When someone you love has a chronic, debilitating sickness like cancer or dementia, it is emotionally and physically draining. Being a family caregiver changes everything, often in the blink of an eye. Life quickly becomes an array of med counts, doctor’s appointments, filling out the necessary paperwork, assisting with necessities 24-7, and plenty of duties in between.
Burnouts can quickly arise if you do not take time to step back and re-evaluate your workload when caring for an older family member. Check out these signs of caregiver burnout and tips to help you avoid this dreadful collapse; perhaps it’s time to find a caring aide that can help you out!
Signs of Caregiver Burnout
There are some pretty prevalent warning signs that your candle burning at both ends has taken its toll including:
- Feeling exhasted constantly
- Sudden changes in weight
- Sleep disorders
- Depression, anxiety, or hopelessness
- Avoiding things you once found enjoyable
- Irritability toward the person for whom your caring
- Getting sick frequently
Perhaps the most telling sign is self-neglect. You put yourself last in everything. You feel empty. There’s no red cape in sight.
There is a saying, you can’t drink from an empty well. You also can’t serve out of it. Time to find a way of avoiding caregiver burnout.
10 Tips to Help you Avoid Caregiver Burnout
- First, and foremost, ask for help. You don’t have to go it alone. Friends, family, or a hired prfessional aide can take over a doctor’s appointment or two, as well as take over any necessary shopping.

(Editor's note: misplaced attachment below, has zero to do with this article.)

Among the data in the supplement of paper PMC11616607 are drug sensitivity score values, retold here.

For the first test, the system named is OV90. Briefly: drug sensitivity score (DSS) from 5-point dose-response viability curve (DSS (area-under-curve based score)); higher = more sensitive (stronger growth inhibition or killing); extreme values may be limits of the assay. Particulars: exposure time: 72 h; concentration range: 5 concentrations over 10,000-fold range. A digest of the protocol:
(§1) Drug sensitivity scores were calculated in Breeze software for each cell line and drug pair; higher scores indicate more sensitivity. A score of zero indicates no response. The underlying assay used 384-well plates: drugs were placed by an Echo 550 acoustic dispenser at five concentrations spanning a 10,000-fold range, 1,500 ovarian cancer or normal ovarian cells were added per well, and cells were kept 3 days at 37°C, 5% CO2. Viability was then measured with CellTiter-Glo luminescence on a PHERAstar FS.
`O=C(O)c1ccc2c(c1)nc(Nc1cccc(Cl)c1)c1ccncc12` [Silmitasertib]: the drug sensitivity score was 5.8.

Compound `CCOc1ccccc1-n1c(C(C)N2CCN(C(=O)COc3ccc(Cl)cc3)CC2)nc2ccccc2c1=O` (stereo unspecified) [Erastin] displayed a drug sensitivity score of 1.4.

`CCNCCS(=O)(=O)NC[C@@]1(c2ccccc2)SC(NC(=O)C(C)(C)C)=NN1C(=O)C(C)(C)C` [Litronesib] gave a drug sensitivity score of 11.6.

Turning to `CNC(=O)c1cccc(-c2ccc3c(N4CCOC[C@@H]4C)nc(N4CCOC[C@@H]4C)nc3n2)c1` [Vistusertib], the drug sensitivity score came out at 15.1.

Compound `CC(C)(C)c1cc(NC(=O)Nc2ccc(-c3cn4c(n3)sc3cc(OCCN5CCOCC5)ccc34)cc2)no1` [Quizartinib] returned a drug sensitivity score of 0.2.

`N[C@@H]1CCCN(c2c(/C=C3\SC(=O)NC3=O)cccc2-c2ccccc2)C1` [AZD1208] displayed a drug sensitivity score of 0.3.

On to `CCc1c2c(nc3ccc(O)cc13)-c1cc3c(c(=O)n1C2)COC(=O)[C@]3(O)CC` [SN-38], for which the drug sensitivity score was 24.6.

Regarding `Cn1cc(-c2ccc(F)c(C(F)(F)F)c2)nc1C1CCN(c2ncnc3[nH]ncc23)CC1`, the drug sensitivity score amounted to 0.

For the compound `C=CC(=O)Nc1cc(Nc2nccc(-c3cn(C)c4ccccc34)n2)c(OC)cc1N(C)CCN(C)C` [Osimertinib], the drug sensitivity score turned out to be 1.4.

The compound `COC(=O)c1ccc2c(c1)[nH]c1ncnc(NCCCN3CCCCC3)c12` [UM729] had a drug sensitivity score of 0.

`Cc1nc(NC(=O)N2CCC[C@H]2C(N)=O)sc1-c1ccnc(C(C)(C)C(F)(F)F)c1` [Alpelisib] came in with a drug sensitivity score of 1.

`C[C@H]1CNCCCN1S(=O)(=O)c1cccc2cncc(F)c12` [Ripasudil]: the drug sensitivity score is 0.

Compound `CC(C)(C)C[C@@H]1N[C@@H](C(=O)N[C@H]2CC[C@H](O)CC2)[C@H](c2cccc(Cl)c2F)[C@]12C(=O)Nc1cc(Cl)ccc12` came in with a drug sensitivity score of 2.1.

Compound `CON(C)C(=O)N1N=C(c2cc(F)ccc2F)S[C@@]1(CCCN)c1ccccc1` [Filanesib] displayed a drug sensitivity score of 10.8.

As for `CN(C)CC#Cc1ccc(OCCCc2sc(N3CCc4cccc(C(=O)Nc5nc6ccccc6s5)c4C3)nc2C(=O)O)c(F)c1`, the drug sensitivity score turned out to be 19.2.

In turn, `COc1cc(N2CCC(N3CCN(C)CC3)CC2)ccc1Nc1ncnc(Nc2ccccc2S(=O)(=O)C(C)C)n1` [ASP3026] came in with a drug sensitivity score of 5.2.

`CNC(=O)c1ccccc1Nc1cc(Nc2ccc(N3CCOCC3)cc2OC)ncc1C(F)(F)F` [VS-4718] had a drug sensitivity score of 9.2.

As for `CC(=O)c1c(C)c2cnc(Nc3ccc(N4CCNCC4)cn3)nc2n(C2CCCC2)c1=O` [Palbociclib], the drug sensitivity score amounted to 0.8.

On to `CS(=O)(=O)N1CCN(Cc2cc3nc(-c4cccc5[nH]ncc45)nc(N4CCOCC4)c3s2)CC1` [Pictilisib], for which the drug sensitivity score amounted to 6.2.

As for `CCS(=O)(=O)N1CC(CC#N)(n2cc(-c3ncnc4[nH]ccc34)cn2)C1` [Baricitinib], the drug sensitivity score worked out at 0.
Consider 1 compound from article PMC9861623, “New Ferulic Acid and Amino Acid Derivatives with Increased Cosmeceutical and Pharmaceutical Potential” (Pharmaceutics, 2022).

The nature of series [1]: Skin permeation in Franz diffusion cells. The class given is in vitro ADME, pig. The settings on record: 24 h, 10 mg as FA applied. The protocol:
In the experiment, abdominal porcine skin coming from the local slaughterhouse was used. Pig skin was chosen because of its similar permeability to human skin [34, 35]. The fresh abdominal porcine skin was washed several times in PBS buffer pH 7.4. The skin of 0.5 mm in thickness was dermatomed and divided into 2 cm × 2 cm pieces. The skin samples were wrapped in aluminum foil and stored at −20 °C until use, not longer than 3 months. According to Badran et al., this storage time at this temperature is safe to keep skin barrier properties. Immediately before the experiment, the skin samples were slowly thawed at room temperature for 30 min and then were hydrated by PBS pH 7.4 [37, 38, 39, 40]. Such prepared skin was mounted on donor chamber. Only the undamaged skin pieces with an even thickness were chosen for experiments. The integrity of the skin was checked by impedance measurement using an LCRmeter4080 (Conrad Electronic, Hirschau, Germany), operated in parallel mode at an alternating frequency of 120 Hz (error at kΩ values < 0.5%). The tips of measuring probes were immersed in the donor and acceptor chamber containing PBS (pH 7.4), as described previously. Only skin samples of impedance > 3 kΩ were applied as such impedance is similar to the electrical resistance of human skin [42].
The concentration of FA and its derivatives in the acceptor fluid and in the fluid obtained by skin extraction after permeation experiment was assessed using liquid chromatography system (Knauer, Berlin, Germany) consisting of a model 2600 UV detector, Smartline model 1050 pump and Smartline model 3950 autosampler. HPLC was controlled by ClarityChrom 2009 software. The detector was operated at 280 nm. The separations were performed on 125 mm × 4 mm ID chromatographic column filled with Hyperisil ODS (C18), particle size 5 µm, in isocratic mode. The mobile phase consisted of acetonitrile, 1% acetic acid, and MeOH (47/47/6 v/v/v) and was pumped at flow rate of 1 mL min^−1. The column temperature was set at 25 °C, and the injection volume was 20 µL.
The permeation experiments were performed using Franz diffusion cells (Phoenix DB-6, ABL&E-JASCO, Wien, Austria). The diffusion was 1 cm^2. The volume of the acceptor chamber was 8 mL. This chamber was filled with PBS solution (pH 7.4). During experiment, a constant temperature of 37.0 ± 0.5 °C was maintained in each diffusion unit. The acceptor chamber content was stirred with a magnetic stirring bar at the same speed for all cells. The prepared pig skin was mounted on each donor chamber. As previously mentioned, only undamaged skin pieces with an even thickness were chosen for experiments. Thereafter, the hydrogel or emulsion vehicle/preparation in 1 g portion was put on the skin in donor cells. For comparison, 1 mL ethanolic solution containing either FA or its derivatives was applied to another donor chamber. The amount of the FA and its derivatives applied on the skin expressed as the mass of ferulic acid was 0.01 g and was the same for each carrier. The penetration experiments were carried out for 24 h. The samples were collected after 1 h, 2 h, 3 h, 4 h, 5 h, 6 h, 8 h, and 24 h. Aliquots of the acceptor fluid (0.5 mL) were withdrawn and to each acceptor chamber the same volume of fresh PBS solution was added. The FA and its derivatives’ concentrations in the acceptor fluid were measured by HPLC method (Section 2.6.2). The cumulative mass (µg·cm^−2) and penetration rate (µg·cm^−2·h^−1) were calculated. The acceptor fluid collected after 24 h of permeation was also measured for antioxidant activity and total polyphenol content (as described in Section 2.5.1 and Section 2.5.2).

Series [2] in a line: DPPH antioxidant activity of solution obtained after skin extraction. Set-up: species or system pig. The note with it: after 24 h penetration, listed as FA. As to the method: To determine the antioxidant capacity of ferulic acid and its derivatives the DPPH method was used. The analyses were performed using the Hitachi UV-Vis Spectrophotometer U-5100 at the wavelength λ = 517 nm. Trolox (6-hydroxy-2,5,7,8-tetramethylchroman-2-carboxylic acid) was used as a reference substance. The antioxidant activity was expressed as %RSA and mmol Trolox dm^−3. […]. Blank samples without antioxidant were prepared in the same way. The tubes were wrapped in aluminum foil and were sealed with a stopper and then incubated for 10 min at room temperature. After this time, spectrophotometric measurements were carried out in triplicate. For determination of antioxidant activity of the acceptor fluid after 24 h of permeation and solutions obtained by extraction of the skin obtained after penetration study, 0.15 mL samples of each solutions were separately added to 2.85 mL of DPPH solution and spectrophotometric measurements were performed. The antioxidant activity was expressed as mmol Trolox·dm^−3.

- Talk to your insurance company to see if they can get you an aid who comes regularly. An agency can create a care plan, which may include things like vacuuming, helping with laundry, and providing socialization.
- Remember self-care. Take a long, hot shower. Get a massage. Just get out of the house regularly, even for an hour (perhaps while they sleep).
- Take a moment for quiet. In the morning, before all the hustle and bustle, sit, breath, and listen to blissful silence. It’s a great healer.
- Create a reasonable to-do list, putting things in order of priority. Honestly, some things can wait! Organization relieves the sense of chaos.
- Speaking of lists, make an emergency information page and keep it in a visible location. The page should list doctors, medications, risk factors, and contact information. It is easier when you know emergency instructions for your loved one is ready and organized for anyone to review! Being prepared will often decrease unwanted stress.
- Find out if you qualify for family leave. This can be a huge blessing at the outset of a situation. It will give you time to set up your home so it meets your loved one’s needs. You also won’t be balancing home and work, at least for a while.
- Seek support groups. There are many online so you don’t have to leave your loved one unattended.
- Try relaxation techniques like meditation and breathing when you feel yourself getting overly distressed.
- Educate yourself. The more you know, the more power you have in determining the best approach for your loved one’s care.
Also, learn how to say NO. Being a caregiver does not turn you into a server, chef, or maid. You do not have to cater to every whim. Over time, chronically ill people may rely too heavily on others for things they could do themselves, like getting a glass of water. Saying no in such moments not only encourages them to remain independent as a vital part of their overall wellness, but it says YES to you.
Again, as a reminder, you don’t have to handle all of your loved one’s care by yourself. There are systems in place so you can get in-home help. Here at VMT Home Health of DC, we offer 35 years of experience. On top of daily living needs, we also have a bilingual staff ready to assist you. Don’t wait until you’re completely distraught. Call us today and allow us to relieve some stress and workload.